How to run business logic code as background jobs in Microsoft Azure

  • How to
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Microsoft Azure offers multiple ways to run, schedule and trigger business logic code in the background. Business logic is a fancy way to say you need to execute a series of tasks, based on a process. In this article, I aim to provide a convenient and prioritized list of options to choose from, with the goal of clarifying these options for developers and architects working with Azure.

What is the need to run code in the background?

Many times a need arises when you need to schedule or trigger a bit of code to run based on pre-defined criteria. Your background code could include trivial tasks such as cleaning historical row-based data in a SQL database, or much more complex activities, such as provisioning new Intranet sites in SharePoint with specific functionality.

Depending on the individual need you usually want something simple, easy, robust and cheap to act as your vehicle for executing these tasks. I’ve prioritized the options from the easiest and simplest to more complex options. Your opinion might vary, which is fine of course – the important thing is to know about the different options!

Option 1: WebJobs: easy, simple, affordable

WebJobs are part of Azure App Service. Usually, people refer to App Service as Web Apps, even if Azure App Service includes other services, too. WebJobs are relatively easy to create, deploy and manage in Azure. They are ideally suited for porting existing command-line tools and utilities from virtual machines to run more cloud-native, without re-writing the whole tool.

WebJobs support the following artifacts for execution:

  • Usual Windows binaries – .cmd, .bat. and .exe
  • PowerShell scripts – .ps1
  • Shell scripts – .sh (uses Bash)
  • PHP – .php
  • Python – .py
  • JavaScript – .js (using Node.js)
  • Java – .jar

You can create WebJobs through Azure Portal, or programmatically. The practical approach is often to drop your command-line tool or script to an Azure App and configure it for execution. WebJobs can be continuous (meaning that they’ll start immediately and ‘just run’) or triggered (meaning that they execute manually or triggered on a schedule).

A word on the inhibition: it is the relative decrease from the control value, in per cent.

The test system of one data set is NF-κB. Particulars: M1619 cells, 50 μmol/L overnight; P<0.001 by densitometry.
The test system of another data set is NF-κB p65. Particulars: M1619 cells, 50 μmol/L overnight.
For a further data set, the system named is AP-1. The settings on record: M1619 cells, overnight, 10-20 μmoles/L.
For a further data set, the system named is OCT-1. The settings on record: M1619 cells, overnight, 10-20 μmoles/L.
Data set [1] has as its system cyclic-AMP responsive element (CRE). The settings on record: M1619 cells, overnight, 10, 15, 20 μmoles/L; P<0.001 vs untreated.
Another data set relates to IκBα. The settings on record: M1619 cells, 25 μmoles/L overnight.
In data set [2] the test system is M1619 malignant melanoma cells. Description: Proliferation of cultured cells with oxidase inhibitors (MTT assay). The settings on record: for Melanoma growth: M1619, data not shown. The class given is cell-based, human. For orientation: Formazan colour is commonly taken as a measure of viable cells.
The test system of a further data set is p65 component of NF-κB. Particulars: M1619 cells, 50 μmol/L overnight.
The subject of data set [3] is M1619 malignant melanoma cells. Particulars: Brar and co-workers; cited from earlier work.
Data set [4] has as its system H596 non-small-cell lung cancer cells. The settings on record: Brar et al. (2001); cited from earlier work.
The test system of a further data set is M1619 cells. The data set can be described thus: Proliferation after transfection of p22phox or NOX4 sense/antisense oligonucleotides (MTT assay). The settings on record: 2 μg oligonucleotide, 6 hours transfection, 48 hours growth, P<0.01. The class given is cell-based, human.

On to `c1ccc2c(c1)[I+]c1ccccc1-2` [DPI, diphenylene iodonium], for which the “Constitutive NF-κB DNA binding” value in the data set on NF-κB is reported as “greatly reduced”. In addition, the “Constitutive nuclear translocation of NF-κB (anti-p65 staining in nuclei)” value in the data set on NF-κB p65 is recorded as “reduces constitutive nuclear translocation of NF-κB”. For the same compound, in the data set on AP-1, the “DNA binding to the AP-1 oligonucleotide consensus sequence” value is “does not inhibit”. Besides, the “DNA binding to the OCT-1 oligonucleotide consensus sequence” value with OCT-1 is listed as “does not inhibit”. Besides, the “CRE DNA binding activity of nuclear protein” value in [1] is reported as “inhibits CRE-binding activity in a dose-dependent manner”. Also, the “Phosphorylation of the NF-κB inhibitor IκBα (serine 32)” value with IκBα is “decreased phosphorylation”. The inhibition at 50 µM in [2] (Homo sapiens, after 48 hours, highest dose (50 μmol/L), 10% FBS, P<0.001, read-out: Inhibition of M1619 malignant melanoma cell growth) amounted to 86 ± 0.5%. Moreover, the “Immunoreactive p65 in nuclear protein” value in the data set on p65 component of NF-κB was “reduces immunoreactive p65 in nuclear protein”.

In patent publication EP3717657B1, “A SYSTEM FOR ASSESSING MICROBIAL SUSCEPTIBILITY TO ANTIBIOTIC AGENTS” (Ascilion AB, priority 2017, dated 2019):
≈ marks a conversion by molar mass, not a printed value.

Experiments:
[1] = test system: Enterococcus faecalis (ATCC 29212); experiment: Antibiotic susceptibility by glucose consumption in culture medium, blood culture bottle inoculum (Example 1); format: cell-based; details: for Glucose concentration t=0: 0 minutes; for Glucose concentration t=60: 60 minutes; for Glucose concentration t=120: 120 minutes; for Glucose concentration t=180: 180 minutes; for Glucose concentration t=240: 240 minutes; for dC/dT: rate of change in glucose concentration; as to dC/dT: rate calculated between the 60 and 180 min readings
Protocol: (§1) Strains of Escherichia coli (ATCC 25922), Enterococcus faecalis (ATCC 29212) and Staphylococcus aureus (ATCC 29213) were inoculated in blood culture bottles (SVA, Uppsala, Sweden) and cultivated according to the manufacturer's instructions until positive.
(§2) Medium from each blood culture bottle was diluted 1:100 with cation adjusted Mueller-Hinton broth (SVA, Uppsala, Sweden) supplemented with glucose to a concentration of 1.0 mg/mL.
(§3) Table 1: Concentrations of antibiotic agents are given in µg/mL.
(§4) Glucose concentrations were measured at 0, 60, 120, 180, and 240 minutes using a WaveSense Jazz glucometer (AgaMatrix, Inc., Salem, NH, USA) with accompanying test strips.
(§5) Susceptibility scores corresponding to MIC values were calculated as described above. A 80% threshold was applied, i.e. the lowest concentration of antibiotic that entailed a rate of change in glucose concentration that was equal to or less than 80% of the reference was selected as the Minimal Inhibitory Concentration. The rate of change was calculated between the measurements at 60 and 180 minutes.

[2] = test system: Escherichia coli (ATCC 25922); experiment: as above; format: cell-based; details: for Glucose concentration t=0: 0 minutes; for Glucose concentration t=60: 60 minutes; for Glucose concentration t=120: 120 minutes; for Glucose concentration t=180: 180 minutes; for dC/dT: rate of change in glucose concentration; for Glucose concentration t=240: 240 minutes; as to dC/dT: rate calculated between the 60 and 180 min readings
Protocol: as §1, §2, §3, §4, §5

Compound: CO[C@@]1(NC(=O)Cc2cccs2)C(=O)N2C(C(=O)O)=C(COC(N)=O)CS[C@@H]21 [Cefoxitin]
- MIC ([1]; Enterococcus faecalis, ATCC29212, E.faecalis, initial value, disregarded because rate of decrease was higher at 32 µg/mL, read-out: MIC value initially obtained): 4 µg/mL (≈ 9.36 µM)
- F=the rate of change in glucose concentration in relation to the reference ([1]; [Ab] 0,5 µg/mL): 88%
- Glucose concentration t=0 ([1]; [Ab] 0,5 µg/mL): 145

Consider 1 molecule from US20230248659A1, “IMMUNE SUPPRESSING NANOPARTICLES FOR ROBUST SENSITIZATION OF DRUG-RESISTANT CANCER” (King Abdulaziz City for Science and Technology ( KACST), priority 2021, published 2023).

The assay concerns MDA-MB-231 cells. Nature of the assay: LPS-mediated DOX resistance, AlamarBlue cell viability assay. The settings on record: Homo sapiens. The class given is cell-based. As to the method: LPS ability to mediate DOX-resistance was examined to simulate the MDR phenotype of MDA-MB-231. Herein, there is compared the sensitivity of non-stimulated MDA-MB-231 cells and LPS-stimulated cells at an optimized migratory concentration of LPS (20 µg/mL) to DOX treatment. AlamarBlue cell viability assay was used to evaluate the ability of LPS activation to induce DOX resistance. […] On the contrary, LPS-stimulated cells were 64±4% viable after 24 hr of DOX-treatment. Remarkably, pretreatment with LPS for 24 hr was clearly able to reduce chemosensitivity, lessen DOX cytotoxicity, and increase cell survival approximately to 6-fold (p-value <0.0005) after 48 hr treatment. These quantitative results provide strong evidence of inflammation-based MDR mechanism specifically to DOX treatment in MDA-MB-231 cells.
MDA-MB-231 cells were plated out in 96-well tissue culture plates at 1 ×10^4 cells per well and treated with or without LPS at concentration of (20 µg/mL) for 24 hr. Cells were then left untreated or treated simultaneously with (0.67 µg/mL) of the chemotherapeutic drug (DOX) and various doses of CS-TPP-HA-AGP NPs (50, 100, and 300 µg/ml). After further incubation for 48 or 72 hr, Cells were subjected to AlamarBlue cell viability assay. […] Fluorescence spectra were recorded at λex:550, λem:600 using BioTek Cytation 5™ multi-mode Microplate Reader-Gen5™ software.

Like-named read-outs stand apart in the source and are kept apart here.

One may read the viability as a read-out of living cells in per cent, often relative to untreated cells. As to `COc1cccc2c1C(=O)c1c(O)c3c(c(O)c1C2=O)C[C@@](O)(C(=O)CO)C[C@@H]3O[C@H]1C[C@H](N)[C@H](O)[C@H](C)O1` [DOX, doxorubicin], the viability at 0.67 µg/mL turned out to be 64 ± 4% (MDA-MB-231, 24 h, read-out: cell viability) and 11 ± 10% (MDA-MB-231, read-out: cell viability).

To create a new WebJob using the Azure Portal, select an existing Web App, or create a new one and then select WebJobs.

In the example above I’m running a Twitter statistics generator triggered on a schedule. The schedule is based on cron – the (in)famous time-based job scheduler so prevalent on Unix-like operating systems. You specify the minute, hour, day of the month, month, day of the week to execute. A useful service to verify and build these definitions is crontab guru. The actual format is based on NCRONTAB expressions, and you can find plenty of examples here.

To add a new WebJob, click + Add and specify a name, type (Triggered or Continuous) and scheduling settings. You also need to upload the actual script or binary you want to run.

If you later want to modify your WebJob scheduling settings, open the Settings.job file within the Web App’s App_Data/Jobs/ -folder.

The cost of WebJobs is directly proportional to the cost of your Azure App Service Plan. You can view the pricing details here. Keep in mind, that if you need to run continuous WebJobs, you need to have Basic, Standard, or Premium pricing tier selected for the Web App.

Additional resources

Option 2: A scheduled task in a virtual machine: traditional, well-understood

This is the easy one, especially if your background is strongly rooted within on-premises. Scheduling tasks in virtual machines is trivial, but it also brings in additional worries – what happens if your VM is down for maintenance, or the scheduled task fails to run? You need to monitor for this also.

On Windows (workstation and servers), scheduling tasks are done via the Task Scheduler. You can use the MMC-based snap-in to create new tasks or use a command-line tool called SCHTASKS.EXE to provision them through a script.

Here’s one simple example, a local script that executes every 5 minutes, indefinitely:

The script file being executed is a classic .cmd script: